It’s not an echo chamber. I have never seen a less echo chamber-like space in my life. The headline is simply wrong….Basically, Ezra Klein’s Journolist is the Juice-Box Mafia: it is the people whom Ezra thinks are smart enough, committed enough to discussion and learning and education, and good-hearted enough to be worth emailing regularly–and the rest of us free-ride on the virtual space that is Ezra’s network.

Klein also makes the list sound far more interesting:

As for sinister implications, is it “secret?” No. Is it off-the-record? Yes. The point is to create a space where experts feel comfortable offering informal analysis and testing out ideas. Is it an ornate temple where liberals get together to work out “talking points?” Of course not. Half the membership would instantly quit if anything like that emerged. There are no government or campaign employees on the list.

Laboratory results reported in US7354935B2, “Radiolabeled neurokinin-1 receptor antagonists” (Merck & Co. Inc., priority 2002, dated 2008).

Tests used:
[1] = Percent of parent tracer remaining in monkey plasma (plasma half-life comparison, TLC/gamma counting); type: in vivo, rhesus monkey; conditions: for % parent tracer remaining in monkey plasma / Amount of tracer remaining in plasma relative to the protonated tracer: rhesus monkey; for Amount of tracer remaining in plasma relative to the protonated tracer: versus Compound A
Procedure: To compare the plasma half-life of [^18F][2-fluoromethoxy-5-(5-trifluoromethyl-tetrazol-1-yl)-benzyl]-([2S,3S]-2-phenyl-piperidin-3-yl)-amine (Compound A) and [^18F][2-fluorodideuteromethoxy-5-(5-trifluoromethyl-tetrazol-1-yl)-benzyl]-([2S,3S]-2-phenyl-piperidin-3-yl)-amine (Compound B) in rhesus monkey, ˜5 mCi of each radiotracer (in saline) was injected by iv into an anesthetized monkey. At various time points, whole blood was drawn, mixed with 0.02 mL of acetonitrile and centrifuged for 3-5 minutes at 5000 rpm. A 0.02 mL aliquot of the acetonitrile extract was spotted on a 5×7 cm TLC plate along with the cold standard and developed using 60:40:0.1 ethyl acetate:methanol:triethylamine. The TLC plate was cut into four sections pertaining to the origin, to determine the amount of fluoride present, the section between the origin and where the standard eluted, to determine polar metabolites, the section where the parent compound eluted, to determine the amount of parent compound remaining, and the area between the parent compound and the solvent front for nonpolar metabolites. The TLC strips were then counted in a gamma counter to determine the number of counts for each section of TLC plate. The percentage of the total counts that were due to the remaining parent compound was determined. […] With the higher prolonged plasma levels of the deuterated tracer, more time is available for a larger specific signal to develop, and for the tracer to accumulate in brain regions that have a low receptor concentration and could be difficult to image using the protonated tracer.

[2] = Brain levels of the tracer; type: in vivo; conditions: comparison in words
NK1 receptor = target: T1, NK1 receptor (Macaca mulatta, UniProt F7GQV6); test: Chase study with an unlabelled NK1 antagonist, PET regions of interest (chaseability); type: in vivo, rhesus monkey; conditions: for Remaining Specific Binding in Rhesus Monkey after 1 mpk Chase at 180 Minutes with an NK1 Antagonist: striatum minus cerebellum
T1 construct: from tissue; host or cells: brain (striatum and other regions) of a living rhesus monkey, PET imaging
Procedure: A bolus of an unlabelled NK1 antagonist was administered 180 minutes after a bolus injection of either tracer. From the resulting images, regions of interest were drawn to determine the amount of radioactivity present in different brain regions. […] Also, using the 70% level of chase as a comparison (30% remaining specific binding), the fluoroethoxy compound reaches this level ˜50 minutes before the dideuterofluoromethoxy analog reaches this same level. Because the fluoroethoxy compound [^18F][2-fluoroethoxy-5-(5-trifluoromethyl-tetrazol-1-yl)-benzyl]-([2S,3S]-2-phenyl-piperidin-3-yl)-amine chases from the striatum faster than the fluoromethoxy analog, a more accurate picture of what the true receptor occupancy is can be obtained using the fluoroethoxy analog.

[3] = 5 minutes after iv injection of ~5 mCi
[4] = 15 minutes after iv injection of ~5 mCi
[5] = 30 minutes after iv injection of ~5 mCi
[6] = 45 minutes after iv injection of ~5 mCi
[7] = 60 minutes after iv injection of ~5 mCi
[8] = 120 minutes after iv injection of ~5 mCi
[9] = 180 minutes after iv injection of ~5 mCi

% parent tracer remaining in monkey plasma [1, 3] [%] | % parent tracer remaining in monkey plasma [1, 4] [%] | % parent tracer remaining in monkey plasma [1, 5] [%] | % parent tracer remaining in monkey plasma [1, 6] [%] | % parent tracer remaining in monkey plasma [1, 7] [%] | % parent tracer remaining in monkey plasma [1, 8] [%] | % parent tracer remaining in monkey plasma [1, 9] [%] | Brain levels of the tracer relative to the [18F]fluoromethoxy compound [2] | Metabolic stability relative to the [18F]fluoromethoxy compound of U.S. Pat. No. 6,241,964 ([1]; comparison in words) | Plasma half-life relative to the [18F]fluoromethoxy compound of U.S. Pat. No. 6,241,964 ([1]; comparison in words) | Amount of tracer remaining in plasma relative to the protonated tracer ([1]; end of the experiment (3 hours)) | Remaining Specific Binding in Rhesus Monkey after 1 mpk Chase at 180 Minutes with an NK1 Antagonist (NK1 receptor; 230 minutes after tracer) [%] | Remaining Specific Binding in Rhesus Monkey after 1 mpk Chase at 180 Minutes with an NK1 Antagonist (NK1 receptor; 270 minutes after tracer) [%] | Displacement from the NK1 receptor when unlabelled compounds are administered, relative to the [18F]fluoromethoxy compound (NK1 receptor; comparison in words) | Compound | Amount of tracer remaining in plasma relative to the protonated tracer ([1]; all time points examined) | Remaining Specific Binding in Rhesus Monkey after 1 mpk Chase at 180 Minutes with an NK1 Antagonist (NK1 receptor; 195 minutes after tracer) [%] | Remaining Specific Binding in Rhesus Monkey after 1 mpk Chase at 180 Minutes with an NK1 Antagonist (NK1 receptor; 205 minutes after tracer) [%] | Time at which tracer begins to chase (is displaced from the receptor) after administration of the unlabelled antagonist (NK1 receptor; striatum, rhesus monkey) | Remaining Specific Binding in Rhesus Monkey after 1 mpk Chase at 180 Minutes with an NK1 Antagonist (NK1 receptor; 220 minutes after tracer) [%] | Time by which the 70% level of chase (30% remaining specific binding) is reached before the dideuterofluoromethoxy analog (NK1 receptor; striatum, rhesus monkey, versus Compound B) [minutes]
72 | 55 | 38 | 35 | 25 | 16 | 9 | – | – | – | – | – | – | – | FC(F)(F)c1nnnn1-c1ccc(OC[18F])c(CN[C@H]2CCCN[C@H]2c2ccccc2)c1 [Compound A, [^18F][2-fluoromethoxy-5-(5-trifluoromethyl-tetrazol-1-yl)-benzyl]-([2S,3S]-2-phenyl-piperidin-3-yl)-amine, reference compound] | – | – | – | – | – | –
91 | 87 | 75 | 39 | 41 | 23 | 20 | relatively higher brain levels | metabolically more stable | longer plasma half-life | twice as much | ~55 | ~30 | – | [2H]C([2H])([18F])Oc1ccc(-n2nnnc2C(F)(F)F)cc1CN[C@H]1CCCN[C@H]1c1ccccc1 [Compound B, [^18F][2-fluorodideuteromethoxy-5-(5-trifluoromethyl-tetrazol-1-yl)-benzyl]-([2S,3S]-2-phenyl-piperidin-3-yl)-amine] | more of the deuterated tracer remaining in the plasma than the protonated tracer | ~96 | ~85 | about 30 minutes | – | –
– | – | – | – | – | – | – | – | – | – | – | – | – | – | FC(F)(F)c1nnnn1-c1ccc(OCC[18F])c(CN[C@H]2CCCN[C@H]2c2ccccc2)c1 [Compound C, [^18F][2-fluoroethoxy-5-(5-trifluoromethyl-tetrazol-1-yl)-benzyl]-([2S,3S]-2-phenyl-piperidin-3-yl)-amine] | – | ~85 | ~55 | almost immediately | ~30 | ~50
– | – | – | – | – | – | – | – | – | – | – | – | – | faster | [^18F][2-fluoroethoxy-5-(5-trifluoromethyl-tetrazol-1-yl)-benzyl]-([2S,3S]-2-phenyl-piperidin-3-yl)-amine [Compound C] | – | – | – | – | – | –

I don’t have a lot of first-hand “on the record” experience interacting with the “elite media,” but my limited direct encounters with particular journalists aren’t great. I was on MSNBC with anchor Chris Jansing off-and-on for a couple of hours in fall 2001 when Colin Powell visited Louisville to give a speech on the Middle East. Though we sat next to each other for several hours in a makeshift studio, we rarely spoke to one another when we weren’t on camera. We certainly did not have the kind of exchange that apparently occurs on JournoList.